Wednesday 10 June 2020

The Chassis, Transmission and Cycle Parts

Decisions have to be made on all the main components as to whether they are restorable or whether new components need to be sourced. I categorize components as follows:

     1)    Nearly impossible to source and difficult to make: frame, forks

     2)    Nearly impossible to source but relatively straightforward to make: hubs, sprockets, gears, mudguard stays, cable parts (inner/outer/nipples/ferrules), petrol tank etc

     3)    Easily sourced: wheel rims, spokes, mudguards, tyres, chains, levers, etc

Luckily, there are good sources of parts for category 3. Rims and tyres of the correct sizes and readily available, there are individuals specialising in mudguards, correct period levers etc.. and so these parts are simply a question of picking a supplier – either online or at an autojumble, spending the money and buying the bits.

Clearly, what you put into category 2 depends on what facilities and abilities you have or have access too. I try to be as independent of 3rd parties as possible and to make as much as I can in my own workshop. I have therefore invested over the years to buy a decent lathe, milling machine, TIG and gas welding, simple heat treatment, 20 ton press, measuring equipment etc but there are still process that I haven’t got and don’t plan to acquire. A good example of this is internal keyways and splines; I do not have equipment to make these …..BUT I do have, locally, a friend with 50+ years experience in spark eroding and is an expert in making internal keyways and splines.

The point of this preamble is that it is necessary to invest in your own equipment and skills whilst cultivating a network of specialist services that you can call on for the things that you can’t do. Having this, widens the spectrum of category 2 components and changes “where the hell do I find one of these” to “I know how to make that”.

Category 1 components are the ones to be really wary of. If the frame is so badly corroded or bent that all the tubes need replacing, whilst this is not impossible to resolve, constructing a new frame – maybe even casting new frame lugs, is not a task for the faint-hearted.

The first job here, therefore, was to have the frame and forks grit blasted to make an assessment of what lay beneath.

It transpired that the frame was quite sound but one of the legs on the girder forks was too badly corroded to be used safely. Repairing girder forks is a specialist skill in itself and, in addition to the skills of the few people that undertake this work, it also requires access to materials such as tapered tubing of the correct gauge. One such person is JakeRobbins, who luckily lives within an hour’s drive from my house. The forks were duly dropped off with Jake and returned, re-tubed, a couple of weeks later. Great job and problem solved.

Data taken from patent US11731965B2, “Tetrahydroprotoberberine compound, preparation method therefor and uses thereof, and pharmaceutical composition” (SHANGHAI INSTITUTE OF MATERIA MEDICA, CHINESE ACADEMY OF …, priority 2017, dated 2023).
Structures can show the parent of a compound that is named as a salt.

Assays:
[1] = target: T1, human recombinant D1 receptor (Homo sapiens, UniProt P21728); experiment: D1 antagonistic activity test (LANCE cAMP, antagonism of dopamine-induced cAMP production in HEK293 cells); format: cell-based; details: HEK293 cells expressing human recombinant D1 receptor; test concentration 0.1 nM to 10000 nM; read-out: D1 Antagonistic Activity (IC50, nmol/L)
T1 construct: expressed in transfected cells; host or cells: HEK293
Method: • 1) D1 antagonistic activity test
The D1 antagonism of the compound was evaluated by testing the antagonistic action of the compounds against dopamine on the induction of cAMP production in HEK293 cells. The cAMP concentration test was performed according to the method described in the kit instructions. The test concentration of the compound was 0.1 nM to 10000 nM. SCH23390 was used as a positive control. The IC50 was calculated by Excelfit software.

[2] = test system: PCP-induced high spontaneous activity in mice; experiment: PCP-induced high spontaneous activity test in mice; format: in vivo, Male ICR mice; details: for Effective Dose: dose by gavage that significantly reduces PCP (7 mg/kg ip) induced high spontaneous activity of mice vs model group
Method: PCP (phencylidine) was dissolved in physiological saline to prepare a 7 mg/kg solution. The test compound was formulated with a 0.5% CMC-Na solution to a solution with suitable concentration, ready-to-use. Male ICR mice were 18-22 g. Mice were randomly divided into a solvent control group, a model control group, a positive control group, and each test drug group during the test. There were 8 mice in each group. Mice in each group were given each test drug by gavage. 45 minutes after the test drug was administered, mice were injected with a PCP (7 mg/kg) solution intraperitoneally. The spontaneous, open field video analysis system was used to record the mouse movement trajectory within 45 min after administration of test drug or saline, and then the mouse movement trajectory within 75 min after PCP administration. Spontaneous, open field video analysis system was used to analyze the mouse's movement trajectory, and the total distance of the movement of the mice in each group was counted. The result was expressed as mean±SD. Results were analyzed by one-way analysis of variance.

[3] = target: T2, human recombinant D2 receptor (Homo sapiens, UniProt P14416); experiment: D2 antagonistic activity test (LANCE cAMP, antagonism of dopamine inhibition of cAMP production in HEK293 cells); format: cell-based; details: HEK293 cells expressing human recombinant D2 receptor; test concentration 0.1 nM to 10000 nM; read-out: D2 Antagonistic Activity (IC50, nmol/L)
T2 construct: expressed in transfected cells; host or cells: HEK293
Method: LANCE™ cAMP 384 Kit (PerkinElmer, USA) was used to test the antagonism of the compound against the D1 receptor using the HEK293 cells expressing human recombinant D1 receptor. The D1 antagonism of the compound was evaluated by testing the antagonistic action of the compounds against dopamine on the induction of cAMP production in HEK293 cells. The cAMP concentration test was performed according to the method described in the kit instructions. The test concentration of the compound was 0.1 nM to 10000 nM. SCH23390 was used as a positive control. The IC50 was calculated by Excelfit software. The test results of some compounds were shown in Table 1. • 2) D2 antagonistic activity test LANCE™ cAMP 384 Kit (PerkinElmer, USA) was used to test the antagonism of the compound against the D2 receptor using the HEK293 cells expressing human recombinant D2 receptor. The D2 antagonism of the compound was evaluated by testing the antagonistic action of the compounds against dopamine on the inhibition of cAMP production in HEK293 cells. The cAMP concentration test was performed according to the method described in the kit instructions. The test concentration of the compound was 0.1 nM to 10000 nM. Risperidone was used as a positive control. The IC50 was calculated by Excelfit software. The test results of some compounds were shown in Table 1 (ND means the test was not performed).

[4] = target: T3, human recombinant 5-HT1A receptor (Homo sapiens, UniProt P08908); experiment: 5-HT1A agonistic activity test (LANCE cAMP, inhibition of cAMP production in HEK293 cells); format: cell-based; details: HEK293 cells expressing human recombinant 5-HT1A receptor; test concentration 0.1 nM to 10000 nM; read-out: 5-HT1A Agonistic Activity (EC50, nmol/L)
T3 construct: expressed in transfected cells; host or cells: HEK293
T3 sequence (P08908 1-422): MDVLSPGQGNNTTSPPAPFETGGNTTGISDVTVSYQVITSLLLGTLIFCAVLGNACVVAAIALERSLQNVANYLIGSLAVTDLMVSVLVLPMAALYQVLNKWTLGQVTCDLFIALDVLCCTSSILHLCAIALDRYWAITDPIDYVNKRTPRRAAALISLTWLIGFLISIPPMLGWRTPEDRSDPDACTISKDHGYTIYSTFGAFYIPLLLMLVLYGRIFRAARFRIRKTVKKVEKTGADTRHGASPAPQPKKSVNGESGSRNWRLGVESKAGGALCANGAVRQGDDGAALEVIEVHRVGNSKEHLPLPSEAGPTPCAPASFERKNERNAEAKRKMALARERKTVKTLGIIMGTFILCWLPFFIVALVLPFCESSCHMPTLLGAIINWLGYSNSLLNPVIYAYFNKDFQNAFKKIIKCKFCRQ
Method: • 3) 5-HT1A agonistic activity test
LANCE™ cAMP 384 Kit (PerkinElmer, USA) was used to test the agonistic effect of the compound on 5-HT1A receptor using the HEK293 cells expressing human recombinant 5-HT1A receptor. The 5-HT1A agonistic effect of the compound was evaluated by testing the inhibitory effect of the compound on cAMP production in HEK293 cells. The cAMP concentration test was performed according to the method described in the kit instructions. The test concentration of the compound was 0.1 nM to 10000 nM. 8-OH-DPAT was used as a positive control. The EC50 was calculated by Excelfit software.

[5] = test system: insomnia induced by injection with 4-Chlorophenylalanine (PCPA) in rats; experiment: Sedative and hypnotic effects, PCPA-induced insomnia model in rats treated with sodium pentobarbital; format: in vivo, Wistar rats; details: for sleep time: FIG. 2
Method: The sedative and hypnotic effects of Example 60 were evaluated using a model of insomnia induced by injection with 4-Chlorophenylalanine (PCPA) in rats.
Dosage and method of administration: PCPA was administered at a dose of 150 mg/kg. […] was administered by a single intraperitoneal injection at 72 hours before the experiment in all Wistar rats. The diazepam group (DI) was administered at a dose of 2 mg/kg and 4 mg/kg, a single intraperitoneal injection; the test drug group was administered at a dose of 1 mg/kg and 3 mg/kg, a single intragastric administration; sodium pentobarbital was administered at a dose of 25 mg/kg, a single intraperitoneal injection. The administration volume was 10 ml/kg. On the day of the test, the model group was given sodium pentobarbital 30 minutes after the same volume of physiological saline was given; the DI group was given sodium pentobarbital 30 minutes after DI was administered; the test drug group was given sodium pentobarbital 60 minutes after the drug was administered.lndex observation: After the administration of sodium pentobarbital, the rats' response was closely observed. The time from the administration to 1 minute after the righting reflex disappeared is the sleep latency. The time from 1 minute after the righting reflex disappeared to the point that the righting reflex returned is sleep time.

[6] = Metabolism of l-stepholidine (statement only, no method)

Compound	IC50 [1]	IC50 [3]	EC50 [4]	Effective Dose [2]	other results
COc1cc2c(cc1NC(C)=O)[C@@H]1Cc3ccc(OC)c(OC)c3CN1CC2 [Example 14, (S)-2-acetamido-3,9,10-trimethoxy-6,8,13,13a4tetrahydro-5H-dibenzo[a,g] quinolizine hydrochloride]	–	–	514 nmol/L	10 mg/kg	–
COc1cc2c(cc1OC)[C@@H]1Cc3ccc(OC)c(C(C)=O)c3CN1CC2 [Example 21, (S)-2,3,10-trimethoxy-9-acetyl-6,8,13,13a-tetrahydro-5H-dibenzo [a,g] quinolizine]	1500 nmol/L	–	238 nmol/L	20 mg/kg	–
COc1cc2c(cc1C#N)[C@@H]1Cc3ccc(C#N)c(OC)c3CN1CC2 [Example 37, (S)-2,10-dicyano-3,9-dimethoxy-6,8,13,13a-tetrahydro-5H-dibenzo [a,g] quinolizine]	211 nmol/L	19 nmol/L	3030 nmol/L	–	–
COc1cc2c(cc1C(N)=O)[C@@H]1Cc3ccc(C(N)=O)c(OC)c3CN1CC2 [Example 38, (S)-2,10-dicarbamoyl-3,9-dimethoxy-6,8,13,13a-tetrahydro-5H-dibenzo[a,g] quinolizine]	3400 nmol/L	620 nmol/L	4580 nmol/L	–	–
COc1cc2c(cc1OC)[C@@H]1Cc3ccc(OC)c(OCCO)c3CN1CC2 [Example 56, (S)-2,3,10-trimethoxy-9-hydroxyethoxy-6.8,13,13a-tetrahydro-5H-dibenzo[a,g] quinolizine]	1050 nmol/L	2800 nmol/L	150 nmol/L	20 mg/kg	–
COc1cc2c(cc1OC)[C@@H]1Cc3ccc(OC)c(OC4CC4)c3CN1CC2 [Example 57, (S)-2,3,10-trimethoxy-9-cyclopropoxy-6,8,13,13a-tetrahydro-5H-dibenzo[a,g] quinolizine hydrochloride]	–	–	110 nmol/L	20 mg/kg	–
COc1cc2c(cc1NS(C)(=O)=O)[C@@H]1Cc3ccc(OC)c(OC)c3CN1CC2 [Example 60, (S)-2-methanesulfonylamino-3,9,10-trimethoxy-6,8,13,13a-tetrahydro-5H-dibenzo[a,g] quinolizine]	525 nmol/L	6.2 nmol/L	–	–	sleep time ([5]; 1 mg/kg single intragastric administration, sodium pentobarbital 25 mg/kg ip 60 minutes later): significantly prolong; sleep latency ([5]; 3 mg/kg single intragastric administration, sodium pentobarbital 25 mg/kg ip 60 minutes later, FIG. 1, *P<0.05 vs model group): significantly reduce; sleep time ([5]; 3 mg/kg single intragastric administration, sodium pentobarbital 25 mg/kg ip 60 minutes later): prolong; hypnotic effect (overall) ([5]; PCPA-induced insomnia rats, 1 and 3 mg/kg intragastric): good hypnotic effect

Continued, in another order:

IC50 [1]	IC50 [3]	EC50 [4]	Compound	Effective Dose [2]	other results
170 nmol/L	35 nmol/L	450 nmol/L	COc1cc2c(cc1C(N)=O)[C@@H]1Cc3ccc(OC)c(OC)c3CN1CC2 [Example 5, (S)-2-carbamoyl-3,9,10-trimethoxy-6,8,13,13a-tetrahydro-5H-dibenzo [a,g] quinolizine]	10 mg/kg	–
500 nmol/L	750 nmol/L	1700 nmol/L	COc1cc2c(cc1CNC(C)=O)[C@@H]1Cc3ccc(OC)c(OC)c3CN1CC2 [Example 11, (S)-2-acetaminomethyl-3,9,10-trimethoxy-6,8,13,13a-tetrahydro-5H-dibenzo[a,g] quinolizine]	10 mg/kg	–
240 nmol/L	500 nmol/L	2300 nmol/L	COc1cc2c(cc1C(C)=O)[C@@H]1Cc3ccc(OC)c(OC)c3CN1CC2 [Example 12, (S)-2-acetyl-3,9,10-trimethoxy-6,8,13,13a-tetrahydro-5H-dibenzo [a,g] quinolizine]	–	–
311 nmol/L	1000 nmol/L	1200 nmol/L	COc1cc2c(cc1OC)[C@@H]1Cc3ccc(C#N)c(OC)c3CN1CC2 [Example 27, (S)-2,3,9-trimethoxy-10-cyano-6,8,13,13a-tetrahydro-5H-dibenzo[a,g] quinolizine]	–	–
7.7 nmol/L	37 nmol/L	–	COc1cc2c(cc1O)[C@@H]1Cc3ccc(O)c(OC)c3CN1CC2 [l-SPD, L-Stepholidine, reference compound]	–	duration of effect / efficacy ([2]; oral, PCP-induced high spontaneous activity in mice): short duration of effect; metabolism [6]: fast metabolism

The first step in a rebuild is the so-called “dry-build”, namely assembling the bike with metal in the unpainted and unplated state. Some people apply paint to parts as soon as those parts are completed. Personally, I think that is a mistake because you then have to protect those parts from damage as the build progresses and parts might need modifying at a later stage of the build. The one exception to this is the wheels; the hubs/spokes/rims need to be finished before assembly.

I also believe it is an advantage to get a rolling chassis, ie frame, forks and wheels built up as the first milestone because everything “hangs off” of that.

I luckily have a first-class wheel builder. Steve, a 20 minute drive away. I drop off the hubs and tell him the offset (where the wheel centre is located with respect to a datum on the hub) and he takes care of the rest …getting the rims and piercing them for spokes, black finishing the spokes, nickel plating the nipples and building the wheels. Looking at Steve’swebsite, I counted 8 bikes (Matchless G80, Velo Thruxton, Velo KTS, 2x vintage Nortons, Ariel V-twin, AJS K7 and the AJcette) for which he has built wheels for my restorations ….so he must be getting something right..

Whilst I had a good front hub for the K7 I did not have a complete rear hub in good condition; the hub and wheel that came with the bike was beyond redemption.

The rear hub consists of 2 main parts: the “cotton reel” that holds the bearings and the spokes and the brake drum/sprocket that is bolted to the cotton reel. Whilst I had a good spare cotton reel, I did not have the brake drum/sprocket part and therefore had to make one.

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